India To Add Visa On Arrival And Electronic Travel Authorization

Earlier today I posted about Turkey’s new electronic visa process. In the comments section, reader StargoldUA shared some really exciting news from India.

On Wednesday the Indian government cleared two initiatives which will make visiting India much easier.

Via The Times of India:

In a significant step towards liberalization of the visa regime, the government on Wednesday cleared two initiatives: visa on arrival and electronic travel authorization for all countries barring eight “prior reference” countries including Pakistan, Iran, Sri Lanka and China.

ETA will allow foreign travelers to apply for a visa from home and receive an online confirmation in five working days.

“We have decided to extend visa-on-arrival to tourists from 180 nations. It will take 5-6 months to put the infrastructure in place. We hope to implement this from the next tourist session beginning October,” planning minister Rajiv Shukla said.

This new program will initially be available at nine Indian airports, including Delhi, Mumbai, Kolkata, Chennai, Cochin, Hyderabad, Goa and Trivandrum.

Electronic travel authorization and visa-on-arrival will be available for a 30-day period from the date of the tourist’s arrival in India.

Anyway, I’m very excited about this. I was in India a couple of years back and absolutely loved it, and can’t help but encourage others to visit as well. That being said I hate getting traditional visas. Either you have to queue at a consulate or use a passport service to get it done. While I don’t like queuing at a consulate, I also don’t like being without my passport for upwards of a week, so frankly countries with “traditional” visa policies have generally slipped to the bottom of my list of places to visit.

Electronic travel authorizations and visa-on-arrival are the way of the future, so I’m very excited to see India adopt this. It won’t benefit me personally all that much since I have a 10 year visa for India good through 2021, but I’m certainly happy that this will make it easier for others to visit India as well (especially so y’all can come visit me when I move to India). šŸ˜‰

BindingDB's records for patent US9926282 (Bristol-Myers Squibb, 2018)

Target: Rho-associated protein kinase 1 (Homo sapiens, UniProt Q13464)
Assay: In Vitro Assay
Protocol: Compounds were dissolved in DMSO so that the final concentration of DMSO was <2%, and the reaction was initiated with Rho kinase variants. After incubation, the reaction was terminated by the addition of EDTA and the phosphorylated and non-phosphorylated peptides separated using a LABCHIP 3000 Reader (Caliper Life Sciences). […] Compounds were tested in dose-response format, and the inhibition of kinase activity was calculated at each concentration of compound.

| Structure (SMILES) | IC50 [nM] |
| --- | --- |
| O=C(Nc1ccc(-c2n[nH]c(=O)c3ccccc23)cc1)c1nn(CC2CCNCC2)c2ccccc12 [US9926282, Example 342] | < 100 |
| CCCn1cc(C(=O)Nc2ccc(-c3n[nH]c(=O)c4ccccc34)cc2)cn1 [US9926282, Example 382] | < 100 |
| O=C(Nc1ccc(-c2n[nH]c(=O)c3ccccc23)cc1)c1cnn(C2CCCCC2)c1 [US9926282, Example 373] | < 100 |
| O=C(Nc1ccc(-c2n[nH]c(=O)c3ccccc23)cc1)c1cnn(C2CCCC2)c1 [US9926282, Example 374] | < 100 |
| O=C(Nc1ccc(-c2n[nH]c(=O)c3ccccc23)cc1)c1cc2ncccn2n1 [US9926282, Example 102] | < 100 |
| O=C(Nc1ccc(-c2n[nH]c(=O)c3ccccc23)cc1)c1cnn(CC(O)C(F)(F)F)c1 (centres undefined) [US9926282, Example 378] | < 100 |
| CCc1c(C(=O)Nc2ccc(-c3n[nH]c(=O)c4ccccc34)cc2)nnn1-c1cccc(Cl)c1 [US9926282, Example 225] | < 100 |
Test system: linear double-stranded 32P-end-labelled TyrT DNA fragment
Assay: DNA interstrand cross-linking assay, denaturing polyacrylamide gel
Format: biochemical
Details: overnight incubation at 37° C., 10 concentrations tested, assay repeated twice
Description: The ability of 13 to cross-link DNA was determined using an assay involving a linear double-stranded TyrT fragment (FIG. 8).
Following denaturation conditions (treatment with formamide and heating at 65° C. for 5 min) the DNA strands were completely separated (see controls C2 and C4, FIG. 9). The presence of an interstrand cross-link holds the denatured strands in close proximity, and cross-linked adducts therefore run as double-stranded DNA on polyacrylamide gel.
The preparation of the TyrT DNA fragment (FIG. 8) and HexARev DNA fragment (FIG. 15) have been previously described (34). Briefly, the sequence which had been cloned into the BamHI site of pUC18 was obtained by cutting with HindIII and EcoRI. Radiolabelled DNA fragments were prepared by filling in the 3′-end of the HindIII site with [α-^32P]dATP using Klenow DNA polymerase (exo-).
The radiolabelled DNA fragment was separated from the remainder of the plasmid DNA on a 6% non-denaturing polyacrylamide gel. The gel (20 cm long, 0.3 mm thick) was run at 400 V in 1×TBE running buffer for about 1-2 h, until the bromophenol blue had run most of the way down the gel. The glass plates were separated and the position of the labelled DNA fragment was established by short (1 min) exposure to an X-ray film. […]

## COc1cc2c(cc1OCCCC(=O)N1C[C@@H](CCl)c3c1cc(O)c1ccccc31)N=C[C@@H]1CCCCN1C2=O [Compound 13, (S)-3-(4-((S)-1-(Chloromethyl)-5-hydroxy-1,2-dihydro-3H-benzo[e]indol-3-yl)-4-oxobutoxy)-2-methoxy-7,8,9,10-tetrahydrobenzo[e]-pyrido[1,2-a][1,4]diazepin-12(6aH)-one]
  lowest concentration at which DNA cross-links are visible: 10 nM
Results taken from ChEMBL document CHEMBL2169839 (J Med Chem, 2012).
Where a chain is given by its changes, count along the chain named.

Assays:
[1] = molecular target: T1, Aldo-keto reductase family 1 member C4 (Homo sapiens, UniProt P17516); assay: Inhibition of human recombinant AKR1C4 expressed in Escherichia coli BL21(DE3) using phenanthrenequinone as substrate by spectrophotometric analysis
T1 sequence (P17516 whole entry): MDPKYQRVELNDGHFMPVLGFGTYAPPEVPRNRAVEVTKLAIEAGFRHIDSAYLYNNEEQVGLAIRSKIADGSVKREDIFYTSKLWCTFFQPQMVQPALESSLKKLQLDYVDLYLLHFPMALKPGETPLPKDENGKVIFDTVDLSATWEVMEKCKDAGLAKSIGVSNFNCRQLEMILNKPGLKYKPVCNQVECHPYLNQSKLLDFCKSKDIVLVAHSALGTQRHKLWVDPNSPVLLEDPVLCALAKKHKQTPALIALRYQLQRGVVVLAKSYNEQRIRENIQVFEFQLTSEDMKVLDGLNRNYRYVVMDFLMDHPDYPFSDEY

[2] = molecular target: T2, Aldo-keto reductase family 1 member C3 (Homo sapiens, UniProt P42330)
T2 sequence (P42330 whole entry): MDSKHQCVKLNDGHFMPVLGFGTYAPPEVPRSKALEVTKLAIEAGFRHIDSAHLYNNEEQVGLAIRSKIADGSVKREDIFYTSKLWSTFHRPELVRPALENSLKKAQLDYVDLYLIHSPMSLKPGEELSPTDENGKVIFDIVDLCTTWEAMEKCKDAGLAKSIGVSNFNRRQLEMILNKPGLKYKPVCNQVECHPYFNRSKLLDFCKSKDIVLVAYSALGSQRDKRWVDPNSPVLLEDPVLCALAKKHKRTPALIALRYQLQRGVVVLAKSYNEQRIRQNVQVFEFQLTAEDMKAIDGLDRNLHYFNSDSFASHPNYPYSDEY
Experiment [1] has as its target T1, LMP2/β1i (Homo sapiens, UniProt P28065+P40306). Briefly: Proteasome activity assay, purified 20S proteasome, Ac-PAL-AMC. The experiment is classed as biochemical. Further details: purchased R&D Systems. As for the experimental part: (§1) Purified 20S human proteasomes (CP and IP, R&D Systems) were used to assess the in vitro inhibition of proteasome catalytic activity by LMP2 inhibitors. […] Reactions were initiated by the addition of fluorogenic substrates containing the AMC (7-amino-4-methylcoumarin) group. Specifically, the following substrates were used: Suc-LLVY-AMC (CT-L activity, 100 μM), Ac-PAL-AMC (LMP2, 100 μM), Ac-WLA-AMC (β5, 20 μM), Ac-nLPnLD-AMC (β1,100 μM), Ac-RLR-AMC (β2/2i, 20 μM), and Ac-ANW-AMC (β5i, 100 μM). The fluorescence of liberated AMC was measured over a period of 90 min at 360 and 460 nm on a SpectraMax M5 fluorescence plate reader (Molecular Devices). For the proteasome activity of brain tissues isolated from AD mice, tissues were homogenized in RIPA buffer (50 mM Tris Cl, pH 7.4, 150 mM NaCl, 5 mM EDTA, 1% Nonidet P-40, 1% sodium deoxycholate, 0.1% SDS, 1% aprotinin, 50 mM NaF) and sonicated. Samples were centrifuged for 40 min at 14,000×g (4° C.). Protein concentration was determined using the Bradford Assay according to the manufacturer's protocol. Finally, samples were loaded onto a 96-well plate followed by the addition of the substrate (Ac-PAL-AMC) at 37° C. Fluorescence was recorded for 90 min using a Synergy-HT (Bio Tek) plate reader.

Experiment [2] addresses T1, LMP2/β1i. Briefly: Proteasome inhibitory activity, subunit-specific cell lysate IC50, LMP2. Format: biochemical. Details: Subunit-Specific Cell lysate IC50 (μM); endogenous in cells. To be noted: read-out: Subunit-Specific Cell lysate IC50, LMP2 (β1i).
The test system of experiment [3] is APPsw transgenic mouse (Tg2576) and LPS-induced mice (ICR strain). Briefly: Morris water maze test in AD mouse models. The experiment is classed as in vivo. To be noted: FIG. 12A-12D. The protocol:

Filed Under: Travel
  1. I have an Indian passport – so does not help me much but I am hoping that with such liberalization from India for other countries – perhaps some of those will reciprocate and allow Indian nationals to get visas in a more convenient manner, rather than asking for documents that weigh a few pounds for a 10 day single entry EU/other visa!!! Go INDIA!

  2. Liberalization? Tell that to the supreme court which just made being gay a crime punishable with up to 10 years in prison. Always wanted to visit but won’t now until this law is over turned.

  3. I tell you what – over the summer the company that was contracted to do the visas for India (BLS) came on board and has been doing a HORRIBLE job in getting folks from the US visas in a timely manner. Check out their google reviews and you will see that this is nothing but a positive step in the right direction.
    I worked with India Travisa Outsourcing a few years back and they were good. BLS was nothing short of a nightmare! They were doing nothing positive to promote tourism in India.
    VERY glad to hear of this change if for no other reason BLS stops representing India!

  4. Step in the right direction for India. Unfortunately, it’s not much use to those who are gay and don’t want to be thrown in prison, those who are women and don’t want to be raped, and those who sympathize with these two populations. If none of the above applies to you, go for it!